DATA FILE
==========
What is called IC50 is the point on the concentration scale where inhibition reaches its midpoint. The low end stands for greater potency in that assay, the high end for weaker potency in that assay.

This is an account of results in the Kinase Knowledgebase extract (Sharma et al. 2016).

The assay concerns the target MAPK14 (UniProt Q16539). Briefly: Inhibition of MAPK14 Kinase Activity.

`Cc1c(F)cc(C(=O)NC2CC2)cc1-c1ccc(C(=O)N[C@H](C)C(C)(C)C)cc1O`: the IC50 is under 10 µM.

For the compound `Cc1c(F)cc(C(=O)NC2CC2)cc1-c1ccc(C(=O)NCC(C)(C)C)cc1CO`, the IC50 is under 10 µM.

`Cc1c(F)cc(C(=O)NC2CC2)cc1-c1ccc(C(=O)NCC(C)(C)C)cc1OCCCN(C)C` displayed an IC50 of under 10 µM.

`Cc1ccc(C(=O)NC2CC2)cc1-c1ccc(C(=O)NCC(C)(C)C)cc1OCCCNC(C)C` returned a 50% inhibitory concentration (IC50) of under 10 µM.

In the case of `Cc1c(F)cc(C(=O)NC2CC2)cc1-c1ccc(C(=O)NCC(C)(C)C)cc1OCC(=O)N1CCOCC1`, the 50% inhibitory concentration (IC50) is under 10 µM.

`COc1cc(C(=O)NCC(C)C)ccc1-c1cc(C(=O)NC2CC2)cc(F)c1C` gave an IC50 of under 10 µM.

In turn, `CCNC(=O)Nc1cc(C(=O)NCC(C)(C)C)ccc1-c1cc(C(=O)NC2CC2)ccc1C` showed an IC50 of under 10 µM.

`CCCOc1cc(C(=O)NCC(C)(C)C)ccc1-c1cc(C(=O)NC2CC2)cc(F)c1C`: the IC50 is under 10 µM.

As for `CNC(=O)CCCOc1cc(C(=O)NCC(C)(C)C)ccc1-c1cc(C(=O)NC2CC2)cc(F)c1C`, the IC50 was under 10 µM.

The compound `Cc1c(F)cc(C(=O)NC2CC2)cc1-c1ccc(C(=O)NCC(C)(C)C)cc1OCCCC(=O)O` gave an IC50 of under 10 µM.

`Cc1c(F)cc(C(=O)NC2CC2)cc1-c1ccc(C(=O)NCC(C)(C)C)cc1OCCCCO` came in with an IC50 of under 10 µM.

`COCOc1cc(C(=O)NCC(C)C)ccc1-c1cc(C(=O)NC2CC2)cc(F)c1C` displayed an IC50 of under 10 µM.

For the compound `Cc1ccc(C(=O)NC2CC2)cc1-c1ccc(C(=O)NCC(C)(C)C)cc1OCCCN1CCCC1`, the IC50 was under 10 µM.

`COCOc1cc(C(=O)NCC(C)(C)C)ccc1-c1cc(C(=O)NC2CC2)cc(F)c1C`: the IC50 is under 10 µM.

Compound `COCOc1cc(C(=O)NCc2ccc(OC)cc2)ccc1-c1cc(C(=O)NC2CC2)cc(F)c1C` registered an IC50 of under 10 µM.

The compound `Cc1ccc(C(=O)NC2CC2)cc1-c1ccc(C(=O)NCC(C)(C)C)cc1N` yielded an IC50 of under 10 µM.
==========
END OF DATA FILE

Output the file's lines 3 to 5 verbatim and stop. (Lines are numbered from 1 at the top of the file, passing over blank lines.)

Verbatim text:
The assay concerns the target MAPK14 (UniProt Q16539). Briefly: Inhibition of MAPK14 Kinase Activity.

`Cc1c(F)cc(C(=O)NC2CC2)cc1-c1ccc(C(=O)N[C@H](C)C(C)(C)C)cc1O`: the IC50 is under 10 µM.

For the compound `Cc1c(F)cc(C(=O)NC2CC2)cc1-c1ccc(C(=O)NCC(C)(C)C)cc1CO`, the IC50 is under 10 µM.